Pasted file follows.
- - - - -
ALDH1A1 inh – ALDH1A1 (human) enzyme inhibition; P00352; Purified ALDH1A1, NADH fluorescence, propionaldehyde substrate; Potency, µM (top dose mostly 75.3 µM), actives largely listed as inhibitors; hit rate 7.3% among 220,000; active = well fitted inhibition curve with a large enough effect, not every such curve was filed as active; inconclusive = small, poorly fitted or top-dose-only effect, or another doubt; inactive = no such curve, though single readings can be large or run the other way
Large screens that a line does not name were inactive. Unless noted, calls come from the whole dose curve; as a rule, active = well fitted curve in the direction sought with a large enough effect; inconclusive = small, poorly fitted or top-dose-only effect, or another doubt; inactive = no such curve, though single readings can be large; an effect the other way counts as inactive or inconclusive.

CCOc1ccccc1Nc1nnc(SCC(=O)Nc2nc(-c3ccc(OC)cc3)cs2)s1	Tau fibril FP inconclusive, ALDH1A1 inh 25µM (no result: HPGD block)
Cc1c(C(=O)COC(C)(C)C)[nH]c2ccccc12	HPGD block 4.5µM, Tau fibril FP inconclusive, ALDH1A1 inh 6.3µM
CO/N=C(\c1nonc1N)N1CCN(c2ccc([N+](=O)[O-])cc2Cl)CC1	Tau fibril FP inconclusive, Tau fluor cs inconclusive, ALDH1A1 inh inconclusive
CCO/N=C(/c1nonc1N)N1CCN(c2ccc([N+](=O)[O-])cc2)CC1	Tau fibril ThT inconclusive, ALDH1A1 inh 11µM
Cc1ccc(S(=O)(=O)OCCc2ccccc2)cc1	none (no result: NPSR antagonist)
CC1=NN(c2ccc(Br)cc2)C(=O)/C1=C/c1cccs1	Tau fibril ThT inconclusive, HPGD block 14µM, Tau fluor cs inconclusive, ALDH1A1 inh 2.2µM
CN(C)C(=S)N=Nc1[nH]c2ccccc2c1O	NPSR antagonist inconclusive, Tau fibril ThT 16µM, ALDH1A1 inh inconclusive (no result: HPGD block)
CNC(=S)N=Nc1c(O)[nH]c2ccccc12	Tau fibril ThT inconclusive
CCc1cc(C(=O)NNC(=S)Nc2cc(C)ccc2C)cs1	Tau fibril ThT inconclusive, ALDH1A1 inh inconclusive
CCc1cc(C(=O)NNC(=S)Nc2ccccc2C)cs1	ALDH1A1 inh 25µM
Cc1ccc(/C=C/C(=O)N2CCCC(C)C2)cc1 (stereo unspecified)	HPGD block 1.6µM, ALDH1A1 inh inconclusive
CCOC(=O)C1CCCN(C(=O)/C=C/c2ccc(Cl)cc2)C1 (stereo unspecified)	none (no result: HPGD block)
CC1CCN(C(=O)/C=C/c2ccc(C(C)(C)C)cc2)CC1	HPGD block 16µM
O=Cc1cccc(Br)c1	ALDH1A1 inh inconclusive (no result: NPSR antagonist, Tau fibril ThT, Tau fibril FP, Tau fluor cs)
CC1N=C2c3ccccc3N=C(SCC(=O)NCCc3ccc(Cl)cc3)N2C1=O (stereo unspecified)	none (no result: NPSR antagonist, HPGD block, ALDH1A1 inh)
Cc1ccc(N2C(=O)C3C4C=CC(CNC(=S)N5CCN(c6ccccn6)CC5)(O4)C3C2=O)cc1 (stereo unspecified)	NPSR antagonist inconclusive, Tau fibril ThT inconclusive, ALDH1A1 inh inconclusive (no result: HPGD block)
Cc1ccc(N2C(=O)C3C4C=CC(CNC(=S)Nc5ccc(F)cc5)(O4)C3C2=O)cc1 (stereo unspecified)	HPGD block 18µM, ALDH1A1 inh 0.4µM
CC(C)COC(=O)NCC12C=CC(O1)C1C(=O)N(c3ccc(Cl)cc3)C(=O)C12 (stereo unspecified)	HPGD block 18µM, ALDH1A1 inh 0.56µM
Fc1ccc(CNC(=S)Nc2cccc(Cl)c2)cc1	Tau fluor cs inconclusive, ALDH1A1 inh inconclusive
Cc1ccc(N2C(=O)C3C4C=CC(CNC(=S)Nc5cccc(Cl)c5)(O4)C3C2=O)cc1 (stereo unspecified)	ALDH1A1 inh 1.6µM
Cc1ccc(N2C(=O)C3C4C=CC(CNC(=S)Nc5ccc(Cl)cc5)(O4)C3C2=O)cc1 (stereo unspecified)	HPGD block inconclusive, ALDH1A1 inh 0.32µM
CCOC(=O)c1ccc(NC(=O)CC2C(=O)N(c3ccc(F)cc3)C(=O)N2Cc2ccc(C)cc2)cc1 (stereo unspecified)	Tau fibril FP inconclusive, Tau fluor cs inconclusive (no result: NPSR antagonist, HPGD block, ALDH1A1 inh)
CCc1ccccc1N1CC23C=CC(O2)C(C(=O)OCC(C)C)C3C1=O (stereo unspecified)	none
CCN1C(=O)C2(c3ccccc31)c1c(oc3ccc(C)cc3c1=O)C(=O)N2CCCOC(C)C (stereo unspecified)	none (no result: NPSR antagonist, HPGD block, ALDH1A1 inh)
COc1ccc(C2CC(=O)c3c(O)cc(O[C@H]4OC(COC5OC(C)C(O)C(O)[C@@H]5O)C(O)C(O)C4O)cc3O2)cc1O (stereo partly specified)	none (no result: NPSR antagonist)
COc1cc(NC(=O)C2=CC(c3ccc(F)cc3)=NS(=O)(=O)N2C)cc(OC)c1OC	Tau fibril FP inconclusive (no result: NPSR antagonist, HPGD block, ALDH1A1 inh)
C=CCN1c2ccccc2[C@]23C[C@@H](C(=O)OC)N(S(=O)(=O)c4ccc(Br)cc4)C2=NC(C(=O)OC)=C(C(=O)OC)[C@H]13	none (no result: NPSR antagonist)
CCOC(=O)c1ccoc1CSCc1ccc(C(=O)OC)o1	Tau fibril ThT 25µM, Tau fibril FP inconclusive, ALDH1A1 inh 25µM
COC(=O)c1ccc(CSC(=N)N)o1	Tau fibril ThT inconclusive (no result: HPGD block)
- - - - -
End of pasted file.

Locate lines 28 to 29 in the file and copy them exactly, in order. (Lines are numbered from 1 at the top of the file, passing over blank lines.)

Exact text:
COc1cc(NC(=O)C2=CC(c3ccc(F)cc3)=NS(=O)(=O)N2C)cc(OC)c1OC	Tau fibril FP inconclusive (no result: NPSR antagonist, HPGD block, ALDH1A1 inh)
C=CCN1c2ccccc2[C@]23C[C@@H](C(=O)OC)N(S(=O)(=O)c4ccc(Br)cc4)C2=NC(C(=O)OC)=C(C(=O)OC)[C@H]13	none (no result: NPSR antagonist)